There may be instances when you need a structural engineer foundation inspection in order to pull a building permit. You may want to add a second story on your home or like some, build a green garden above your garage; if so, you want to know the foundation can hold the extra weight. Talk to your contractor and city building officials about the requirements for your building project.
What does a structural engineer foundation inspection entail?
Every structural engineering firm’s process is unique, but most will include a few basic steps:
–A visual inspection of the foundation
The structural engineers will look at the foundation/basement walls and check for signs of structural movement like ceiling/wall cracks or sloped/uneven floors inside the home as well as moisture, mildew or general water inside the basement.
For poured, block, and slab foundations, the perimeter of the house will be examined to look for cracks, brick veneer issues, fascia board conditions, etc.
If your home/building was built with a pier/beam foundation, the engineer likely would physically enter the crawl space and make notes on the internal climate; is it damp or musty. Building members such as piers, joists, and beams will be examined as well.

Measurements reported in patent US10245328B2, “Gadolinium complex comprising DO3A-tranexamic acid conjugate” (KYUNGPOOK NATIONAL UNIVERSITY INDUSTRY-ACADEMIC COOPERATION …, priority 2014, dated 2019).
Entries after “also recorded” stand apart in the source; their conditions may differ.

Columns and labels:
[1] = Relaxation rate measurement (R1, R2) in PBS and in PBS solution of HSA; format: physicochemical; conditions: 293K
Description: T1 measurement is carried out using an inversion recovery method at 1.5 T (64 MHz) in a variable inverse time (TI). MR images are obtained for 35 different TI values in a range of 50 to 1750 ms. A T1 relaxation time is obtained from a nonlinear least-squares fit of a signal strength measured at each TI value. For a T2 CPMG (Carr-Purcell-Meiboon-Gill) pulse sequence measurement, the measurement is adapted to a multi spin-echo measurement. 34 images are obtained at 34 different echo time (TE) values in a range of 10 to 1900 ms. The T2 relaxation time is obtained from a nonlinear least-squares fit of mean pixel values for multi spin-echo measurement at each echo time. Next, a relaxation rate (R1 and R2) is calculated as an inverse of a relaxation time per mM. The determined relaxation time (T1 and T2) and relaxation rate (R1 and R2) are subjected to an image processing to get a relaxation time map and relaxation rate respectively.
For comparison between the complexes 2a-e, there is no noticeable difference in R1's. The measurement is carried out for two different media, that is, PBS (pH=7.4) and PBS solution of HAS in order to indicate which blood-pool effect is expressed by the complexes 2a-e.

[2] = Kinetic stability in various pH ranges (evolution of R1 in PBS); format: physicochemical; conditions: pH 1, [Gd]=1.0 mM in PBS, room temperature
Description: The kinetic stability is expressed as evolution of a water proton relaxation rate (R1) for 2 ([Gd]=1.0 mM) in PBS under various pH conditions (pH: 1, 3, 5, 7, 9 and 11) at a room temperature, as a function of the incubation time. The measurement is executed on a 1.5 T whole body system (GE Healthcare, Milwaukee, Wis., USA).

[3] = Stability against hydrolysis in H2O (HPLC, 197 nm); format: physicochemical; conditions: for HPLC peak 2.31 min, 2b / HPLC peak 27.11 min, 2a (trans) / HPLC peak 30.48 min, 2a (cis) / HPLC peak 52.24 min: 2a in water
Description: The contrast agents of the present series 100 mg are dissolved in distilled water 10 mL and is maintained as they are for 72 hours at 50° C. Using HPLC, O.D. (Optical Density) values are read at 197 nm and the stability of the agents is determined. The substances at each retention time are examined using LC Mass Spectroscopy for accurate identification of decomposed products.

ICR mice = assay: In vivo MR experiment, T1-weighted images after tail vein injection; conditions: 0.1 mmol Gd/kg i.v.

If cracks or shifting are found, measurements will be taken of the displacement. Photos will be taken of any/or all findings.
– A visual inspection of the surrounding landscape
Often times, improper water management can cause foundation issues. The structural engineer foundation inspection should take into account the grading around the foundation as well as the roof water management system in place or lack of one.
They may even consider the types of soils surrounding the foundation as well as shrubbery/large tree roots nearby.
All of these factors can affect your foundation’s conditions and if managed poorly can lead to cracks, structural issues, and basement water.
– On site communication
The engineer will communicate their findings with you throughout the inspection and answer any of your questions. If you have any specific concerns, be sure to verbalize these while the engineer is on site.
-A stamped engineer report of findings
This report could include findings, photos, diagnosis, suggestions, or even a scope of repair if necessary. Typically, a report such as this, will be sufficient to satisfy your mortgage lender, building department, contractor or personal needs.